Fructose is not toxic in ‘normal use’ amounts. It is processed mainly by the cells in the liver. Glucose can be processed by every cell in the body. Eating exceptionally large amounts of fructose taxes the liver, leaving less time to break down fat. This in itself does not prove fructose is evil. Yet there is overwhelming evidence supporting the fact that energy dense foods (highly sugared) have little nutritional value and are unhealthy.
The obesity epidemic is multifactorial in nature and can’t be blamed on one element alone. Obese individuals do not, as a whole, have less willpower than skinny people. The feeling of hunger is triggered by over 100 physiological, psychological and environmental factors – this is different for each person. Don’t fat shame.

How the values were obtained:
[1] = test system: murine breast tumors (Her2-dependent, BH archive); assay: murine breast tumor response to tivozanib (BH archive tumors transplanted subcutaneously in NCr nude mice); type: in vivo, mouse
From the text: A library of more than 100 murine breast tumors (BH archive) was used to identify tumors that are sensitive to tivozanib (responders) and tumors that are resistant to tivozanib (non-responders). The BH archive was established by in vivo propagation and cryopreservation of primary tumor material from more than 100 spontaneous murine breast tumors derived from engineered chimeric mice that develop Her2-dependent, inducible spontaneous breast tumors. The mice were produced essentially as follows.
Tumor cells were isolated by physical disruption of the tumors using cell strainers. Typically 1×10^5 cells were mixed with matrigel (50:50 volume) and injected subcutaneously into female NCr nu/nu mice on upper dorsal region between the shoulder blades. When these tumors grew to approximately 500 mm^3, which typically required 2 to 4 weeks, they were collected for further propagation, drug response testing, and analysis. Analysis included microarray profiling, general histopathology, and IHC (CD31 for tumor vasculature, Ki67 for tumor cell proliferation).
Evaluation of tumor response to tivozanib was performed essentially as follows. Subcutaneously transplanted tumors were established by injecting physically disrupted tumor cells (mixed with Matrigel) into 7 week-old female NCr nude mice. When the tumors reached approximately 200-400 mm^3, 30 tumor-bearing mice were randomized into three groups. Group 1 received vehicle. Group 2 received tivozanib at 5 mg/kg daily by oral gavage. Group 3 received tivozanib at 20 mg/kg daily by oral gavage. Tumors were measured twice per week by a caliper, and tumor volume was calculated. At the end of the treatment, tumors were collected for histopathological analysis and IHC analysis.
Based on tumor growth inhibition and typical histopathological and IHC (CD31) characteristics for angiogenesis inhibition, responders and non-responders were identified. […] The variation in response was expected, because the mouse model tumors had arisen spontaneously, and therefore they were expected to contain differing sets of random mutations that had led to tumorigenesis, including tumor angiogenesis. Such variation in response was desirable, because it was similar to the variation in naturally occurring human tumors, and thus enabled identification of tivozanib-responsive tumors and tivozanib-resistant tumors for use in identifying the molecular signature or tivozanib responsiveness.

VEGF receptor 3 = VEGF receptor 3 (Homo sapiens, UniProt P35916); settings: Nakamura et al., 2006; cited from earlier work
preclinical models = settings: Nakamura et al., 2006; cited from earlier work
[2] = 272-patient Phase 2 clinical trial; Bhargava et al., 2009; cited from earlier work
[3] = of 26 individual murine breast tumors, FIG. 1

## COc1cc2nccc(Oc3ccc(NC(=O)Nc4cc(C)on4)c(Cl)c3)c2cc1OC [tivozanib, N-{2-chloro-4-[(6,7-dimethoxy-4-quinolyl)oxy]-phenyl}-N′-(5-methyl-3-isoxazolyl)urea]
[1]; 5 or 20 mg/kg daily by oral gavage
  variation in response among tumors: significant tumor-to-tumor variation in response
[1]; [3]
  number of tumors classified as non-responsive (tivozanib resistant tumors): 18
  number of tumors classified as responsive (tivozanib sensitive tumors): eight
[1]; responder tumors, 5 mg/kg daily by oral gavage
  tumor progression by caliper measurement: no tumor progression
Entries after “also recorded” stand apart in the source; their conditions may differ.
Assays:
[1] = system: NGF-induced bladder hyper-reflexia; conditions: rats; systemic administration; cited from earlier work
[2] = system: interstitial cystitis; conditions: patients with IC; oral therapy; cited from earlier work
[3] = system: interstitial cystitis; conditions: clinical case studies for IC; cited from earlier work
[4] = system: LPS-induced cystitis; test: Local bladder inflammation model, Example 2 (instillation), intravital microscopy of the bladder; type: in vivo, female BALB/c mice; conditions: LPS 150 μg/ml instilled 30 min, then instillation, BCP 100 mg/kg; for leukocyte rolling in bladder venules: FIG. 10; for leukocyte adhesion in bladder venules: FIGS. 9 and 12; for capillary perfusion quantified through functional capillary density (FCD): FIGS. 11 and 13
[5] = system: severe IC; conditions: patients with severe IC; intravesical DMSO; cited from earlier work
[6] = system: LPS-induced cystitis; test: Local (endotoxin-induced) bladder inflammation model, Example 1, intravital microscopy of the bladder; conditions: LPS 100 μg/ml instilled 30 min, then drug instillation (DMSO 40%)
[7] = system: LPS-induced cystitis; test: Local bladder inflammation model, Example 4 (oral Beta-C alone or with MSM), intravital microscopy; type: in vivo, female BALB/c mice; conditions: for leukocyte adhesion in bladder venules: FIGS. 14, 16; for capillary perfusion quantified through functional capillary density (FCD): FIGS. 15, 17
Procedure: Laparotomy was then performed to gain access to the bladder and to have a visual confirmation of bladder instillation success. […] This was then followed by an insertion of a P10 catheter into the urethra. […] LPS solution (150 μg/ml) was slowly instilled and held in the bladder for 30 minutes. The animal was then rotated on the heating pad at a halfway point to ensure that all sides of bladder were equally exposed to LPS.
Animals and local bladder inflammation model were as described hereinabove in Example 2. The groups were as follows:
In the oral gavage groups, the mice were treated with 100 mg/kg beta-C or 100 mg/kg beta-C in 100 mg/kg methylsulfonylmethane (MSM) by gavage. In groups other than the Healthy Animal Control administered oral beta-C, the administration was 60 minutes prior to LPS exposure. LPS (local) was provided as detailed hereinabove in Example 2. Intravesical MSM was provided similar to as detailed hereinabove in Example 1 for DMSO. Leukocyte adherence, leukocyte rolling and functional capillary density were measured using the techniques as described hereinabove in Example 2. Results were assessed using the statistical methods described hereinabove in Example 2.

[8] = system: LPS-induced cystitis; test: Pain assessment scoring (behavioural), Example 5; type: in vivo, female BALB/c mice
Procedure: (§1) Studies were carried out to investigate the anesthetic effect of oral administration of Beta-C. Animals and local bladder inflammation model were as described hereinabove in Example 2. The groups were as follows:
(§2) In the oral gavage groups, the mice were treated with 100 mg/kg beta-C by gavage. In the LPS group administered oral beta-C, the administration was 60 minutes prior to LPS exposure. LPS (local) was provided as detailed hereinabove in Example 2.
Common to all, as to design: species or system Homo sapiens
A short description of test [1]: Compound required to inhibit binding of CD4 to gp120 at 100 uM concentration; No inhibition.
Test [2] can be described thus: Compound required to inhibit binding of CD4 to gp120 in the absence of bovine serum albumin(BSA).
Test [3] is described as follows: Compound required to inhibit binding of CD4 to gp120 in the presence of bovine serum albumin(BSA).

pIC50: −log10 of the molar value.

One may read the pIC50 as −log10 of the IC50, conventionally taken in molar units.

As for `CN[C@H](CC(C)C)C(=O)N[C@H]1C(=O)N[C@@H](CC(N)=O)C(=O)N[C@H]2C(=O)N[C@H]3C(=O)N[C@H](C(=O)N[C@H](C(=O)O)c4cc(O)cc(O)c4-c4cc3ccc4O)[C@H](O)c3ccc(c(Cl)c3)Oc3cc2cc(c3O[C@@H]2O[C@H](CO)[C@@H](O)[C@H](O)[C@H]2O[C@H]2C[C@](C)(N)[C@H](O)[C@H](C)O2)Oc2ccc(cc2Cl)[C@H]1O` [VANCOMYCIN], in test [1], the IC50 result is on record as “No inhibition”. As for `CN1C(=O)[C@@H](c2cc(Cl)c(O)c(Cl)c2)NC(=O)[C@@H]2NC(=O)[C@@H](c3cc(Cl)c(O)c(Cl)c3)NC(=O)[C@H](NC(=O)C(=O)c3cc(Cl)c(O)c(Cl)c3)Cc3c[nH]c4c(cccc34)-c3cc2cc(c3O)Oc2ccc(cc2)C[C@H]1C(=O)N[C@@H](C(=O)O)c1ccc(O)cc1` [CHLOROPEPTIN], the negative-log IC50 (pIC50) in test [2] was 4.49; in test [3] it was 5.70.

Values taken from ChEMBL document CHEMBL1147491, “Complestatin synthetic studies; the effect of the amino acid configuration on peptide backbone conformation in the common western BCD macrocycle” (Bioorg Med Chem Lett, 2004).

The standard American diet (SAD) is not healthy. The SAD includes: tons of packaged foods, sugar, processed meats and liquid calories. It is deficient in fiber, vegetables, and fruit. Most of us wouldn’t even subject our dogs to McDonald’s and Coke – yet we consume that stuff every day.
Protein has the largest thermic effect of food (TEF) of any macro-nutrient. This means it take more calories to digest protein than fat or carbohydrates (up to 30%). For example, when you eat 100 calories of chicken your body may use 30 calories to digest it. Highly processed foods like a Twinkies have a very low TEF. Your body does not let a calorie of Oreos or Pepsi Cola go to waste- just to your hips.
We need protein and fat to live. We do not need carbohydrates (although I wouldn’t recommend a zero carb diet). All we need to sustain life